HL Deb 11 April 1989 vol 506 cc128-9

2.46 p.m.

Baroness Sharpies asked Her Majesty's Government:

What progress has been made in the biological war against the Dorset Fly.

The Parliamentary Under-Secretary of State, Department of Social Security (Lord Skelmersdale)

My Lords, the Government have approved an application by the North Dorset District Council for a small-scale trial of the biological insecticide BTi against the Dorset or Blandford Fly, as it is more commonly known. This trial will take place in a side channel of the River Stour as soon as conditions permit.

Baroness Sharpies

My Lords, I thank my noble friend for that reply. If this attack on the Blandford Fly is successful, will there then be a full-scale attack launched next year on a larger area of the River Stour?

Lord Skelmersdale

My Lords, if this trial is successful urgent consideration will be given to a future larger scale trial, possibly encompassing the whole river. It will depend on this year's trial.

Baroness Turner of Camden

Is it a fact that this fly has had the effect of polluting and depleting a number of the Dorset rivers? If that is the situation can the Minister tell the House whether privatisation of water will help in that regard?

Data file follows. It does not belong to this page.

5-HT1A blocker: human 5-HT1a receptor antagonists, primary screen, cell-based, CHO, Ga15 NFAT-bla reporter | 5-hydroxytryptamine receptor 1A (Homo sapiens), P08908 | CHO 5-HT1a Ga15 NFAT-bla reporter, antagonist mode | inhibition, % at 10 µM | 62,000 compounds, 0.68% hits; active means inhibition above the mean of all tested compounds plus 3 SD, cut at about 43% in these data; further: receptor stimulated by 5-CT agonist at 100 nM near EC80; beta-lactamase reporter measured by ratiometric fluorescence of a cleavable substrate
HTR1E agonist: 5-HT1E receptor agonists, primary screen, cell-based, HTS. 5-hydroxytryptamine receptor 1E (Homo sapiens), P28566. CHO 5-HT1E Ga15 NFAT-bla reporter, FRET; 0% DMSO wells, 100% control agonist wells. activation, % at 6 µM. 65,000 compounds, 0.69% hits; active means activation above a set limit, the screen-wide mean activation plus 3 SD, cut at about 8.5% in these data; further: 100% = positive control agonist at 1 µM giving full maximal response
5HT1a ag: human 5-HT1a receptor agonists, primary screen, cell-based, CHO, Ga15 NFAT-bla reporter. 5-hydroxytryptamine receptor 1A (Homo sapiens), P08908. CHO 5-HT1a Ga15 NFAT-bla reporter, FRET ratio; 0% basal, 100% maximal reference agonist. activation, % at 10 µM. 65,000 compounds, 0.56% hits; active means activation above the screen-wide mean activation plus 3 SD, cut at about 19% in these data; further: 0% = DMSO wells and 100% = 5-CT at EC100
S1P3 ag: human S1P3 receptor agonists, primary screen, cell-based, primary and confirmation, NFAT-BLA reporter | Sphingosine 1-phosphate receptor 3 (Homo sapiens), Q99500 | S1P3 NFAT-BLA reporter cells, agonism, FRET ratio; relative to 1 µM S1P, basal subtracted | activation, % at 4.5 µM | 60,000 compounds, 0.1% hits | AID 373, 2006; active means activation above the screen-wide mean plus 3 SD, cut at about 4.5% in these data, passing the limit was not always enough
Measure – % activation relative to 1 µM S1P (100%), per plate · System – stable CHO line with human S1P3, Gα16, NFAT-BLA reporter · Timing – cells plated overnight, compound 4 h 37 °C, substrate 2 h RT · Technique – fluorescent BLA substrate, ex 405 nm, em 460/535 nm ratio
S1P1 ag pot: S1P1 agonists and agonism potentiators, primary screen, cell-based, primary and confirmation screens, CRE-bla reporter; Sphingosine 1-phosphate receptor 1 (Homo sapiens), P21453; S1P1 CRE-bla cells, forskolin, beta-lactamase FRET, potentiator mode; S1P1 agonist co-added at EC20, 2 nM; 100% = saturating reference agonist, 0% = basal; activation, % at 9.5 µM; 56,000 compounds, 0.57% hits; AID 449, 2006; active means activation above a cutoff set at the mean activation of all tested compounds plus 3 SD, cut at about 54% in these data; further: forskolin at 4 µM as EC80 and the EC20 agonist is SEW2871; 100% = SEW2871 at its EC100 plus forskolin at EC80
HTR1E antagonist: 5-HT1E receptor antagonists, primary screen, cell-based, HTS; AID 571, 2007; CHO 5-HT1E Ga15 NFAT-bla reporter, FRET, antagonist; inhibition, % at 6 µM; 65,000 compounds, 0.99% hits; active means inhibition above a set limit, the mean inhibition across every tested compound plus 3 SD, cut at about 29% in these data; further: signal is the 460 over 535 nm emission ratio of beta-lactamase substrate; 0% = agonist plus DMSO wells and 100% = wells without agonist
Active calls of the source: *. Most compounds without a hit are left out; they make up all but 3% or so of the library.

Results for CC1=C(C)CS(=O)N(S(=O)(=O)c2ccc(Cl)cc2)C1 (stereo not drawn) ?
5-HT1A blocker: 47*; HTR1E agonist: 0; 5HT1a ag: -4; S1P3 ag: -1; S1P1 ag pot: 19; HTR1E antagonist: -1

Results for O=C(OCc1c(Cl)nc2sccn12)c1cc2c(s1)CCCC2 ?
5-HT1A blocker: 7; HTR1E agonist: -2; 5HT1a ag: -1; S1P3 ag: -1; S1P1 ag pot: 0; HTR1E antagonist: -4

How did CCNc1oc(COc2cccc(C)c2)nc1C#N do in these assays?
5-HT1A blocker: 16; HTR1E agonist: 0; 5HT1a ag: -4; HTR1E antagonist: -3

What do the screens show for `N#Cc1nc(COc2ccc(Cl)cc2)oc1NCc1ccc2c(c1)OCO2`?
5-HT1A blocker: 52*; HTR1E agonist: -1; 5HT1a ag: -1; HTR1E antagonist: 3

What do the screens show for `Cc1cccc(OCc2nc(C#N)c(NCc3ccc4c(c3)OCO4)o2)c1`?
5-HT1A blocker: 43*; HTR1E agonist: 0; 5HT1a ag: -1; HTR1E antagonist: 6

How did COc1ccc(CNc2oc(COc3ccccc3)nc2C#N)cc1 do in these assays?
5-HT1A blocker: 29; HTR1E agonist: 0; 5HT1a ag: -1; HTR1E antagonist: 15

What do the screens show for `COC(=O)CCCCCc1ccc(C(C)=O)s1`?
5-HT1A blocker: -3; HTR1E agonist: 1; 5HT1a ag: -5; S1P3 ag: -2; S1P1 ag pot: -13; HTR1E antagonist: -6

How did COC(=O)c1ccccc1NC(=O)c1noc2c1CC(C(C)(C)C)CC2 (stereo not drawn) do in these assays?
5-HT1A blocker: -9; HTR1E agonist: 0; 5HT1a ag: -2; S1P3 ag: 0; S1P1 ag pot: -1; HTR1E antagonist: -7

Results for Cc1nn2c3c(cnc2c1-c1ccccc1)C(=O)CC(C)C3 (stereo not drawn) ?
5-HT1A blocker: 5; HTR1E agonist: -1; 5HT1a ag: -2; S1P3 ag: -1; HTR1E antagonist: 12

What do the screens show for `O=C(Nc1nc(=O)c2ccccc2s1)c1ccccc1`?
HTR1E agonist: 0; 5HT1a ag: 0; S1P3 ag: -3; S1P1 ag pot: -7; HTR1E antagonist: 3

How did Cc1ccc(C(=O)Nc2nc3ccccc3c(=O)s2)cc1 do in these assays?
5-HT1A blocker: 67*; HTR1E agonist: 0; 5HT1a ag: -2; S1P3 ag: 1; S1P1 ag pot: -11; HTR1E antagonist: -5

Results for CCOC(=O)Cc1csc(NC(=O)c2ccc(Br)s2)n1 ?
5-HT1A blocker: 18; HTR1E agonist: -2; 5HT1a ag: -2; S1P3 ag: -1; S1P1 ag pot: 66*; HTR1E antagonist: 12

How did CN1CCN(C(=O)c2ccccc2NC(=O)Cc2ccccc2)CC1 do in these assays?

Lord Skelmersdale

My Lords, the noble Baroness has taken an excellent opportunity but I am afraid that her premise is wrong. This particular fly prefers fast-flowing rivers.

Lord Campbell of Croy

My Lords, can my noble friend assure the House that this insect, which is clearly most unpleasant, is not on any list of endangered or protected species, and that its total extinction far from being lamented would be the cause of celebration, not least in Dorset?

Lord Skelmersdale

My Lords, I can confirm to my noble friend that it is not an endangered species. It is a very nasty little piece of work indeed.

Lord Carter

My Lords, the Minister referred to the control of the Blandford Fly by insecticides. Is there any work being undertaken on the control of the fly by the use of insect predators?

Lord Skelmersdale

My Lords, I referred to what is described as a biological insecticide which is in fact a spore ingested by the fly which then eats up its insides, as it were.

Baroness Masham of Ilton

My Lords, can the Minister say what are the bad effects on people bitten by the fly?

Lord Skelmersdale

My Lords, it can produce large bites which can cause very nasty side effects. They have been reported as nausea, diarrhoea and arthritis-like symptoms.

The Earl of Swinton

My Lords, does my noble friend think that this fly might respond to the same treatment as that given to its celebrated European cousin, the Spanish Fly?

Lord Skelmersdale

My Lords, that would have to be the subject of another trial. I think that we should deal with this one first.